“We’re investing heavily in workforce planning so we understand our future demand requirements for our scarce and critical roles. Social media also provides us with a key opportunity to engage with prospective candidates and develop a relationship with the intention of building our longer-term talent pipelines. In setting out our future recruitment and resourcing strategies, employer branding is critically important, too.
It helps us shape the candidate experience and define the kind of practices we need to make our recruitment and on-boarding processes deliver the right experience.”
I would also advise other employers to build a close link with their communications team. Our communications function has been invaluable in developing how we use social media to support resourcing.”
Cath Jowers, group resourcing manager, Anglo American
Cath has been with global mining company Anglo American for seven years. Before this she worked in HR and talent management at TK Maxx and Boots.
Andrew Harley, group HR director, Ladbrokes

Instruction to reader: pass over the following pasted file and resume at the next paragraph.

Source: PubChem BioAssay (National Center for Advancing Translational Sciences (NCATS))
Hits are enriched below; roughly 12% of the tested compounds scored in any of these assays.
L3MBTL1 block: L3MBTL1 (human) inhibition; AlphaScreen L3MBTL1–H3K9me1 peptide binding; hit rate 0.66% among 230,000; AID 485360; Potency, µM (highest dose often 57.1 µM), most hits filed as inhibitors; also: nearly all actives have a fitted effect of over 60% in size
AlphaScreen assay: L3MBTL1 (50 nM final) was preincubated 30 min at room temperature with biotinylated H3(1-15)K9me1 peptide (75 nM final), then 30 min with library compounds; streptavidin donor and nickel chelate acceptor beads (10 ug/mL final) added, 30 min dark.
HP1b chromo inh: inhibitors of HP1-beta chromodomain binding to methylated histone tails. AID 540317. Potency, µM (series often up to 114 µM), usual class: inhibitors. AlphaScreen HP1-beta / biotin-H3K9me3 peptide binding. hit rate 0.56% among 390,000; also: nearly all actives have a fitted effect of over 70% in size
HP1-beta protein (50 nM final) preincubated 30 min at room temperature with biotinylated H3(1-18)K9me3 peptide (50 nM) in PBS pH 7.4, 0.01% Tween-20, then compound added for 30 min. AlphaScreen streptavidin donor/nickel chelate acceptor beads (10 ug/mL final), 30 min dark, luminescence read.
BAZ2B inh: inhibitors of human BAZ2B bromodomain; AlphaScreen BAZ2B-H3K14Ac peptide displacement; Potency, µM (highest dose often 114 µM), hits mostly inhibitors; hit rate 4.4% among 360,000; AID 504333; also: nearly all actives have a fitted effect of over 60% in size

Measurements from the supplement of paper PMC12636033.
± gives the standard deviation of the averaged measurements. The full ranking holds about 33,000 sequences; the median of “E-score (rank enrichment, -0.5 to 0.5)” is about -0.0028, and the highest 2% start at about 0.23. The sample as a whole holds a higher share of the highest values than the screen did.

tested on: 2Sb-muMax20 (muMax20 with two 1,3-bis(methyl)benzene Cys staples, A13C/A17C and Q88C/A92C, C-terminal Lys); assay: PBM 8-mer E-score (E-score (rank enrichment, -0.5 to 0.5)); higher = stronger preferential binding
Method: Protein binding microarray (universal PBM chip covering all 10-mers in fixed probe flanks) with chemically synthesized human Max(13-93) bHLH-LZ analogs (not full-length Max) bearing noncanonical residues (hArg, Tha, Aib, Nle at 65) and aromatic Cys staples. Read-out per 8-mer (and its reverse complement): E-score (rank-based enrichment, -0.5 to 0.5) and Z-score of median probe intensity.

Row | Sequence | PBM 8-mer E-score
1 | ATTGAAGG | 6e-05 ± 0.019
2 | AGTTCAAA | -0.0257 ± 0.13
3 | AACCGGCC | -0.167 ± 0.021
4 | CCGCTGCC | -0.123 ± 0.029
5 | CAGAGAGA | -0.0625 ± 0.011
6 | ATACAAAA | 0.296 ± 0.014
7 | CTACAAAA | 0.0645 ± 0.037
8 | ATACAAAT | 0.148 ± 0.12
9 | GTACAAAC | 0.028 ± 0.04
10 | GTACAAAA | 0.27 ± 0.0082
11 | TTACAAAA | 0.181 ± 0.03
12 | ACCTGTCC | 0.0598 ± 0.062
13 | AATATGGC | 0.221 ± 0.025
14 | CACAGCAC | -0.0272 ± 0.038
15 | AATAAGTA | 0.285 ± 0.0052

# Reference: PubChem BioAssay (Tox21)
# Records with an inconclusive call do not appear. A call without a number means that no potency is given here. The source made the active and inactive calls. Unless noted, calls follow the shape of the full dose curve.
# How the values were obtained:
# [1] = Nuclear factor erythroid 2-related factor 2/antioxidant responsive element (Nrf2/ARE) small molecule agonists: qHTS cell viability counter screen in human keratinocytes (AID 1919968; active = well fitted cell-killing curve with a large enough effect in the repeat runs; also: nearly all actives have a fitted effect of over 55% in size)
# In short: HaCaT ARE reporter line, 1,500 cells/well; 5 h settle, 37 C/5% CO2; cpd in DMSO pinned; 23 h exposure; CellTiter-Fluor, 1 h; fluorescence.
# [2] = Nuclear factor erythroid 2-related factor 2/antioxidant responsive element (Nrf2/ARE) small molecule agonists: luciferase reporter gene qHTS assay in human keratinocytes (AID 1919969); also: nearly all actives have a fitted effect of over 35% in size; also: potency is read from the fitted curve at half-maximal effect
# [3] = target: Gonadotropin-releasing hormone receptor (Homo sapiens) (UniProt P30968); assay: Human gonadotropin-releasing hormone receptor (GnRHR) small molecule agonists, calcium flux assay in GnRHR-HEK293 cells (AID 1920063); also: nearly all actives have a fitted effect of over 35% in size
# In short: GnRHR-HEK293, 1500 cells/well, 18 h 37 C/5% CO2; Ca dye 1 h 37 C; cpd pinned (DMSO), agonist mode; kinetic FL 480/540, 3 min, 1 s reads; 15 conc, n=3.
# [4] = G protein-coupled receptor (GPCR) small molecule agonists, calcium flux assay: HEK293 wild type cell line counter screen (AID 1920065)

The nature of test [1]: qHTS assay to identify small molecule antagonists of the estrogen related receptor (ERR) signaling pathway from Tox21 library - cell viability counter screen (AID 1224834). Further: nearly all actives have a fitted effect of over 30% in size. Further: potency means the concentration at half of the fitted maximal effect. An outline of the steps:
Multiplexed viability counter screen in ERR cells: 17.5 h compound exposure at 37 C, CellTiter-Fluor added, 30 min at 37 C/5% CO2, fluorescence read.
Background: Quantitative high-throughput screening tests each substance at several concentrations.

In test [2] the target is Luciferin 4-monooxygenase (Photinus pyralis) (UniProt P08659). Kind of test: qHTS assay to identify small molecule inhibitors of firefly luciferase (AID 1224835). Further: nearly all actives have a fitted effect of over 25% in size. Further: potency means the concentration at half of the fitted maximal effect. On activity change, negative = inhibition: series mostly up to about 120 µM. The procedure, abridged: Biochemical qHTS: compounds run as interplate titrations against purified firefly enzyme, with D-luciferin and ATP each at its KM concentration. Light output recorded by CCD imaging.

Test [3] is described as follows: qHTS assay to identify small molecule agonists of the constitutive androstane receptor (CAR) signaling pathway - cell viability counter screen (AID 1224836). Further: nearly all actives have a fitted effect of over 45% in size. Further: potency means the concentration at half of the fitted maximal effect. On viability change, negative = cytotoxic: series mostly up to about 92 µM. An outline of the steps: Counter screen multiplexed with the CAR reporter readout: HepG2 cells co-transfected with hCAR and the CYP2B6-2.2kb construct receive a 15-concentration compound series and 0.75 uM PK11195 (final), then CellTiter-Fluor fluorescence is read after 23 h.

We brought our resourcing team in-house two years ago. The move from agencies to a single website and a dedicated team has worked really well for us. Before, we were using lots of different agencies but wanted to focus more on our brand and our marketplace. We spent quite a lot of time talking to our colleagues in marketing about how we could present the website to job applicants, so it has the right look and feel.
We will be focusing more on the candidate experience and making sure people have plenty of communication and feedback with our resourcing team. There is a clear crossover between our customers and potential employees – lots of our employees are interested in sport or have joined us part-time while they are at university.
We want our customer and candidate experience to have a really strong resourcing strategy at its heart. Social media provides us with lots of ways to access people, but I also think there’s a question about how long some of the sites will be viable and how it’s going to change. Lots of people can be quite scathing about LinkedIn, for example, and it will be interesting to see how it evolves over the coming years.”
Andrew Harley, group HR director, Ladbrokes
Andrew joined the gaming industry in 2010, after leaving Lloyds Banking Group.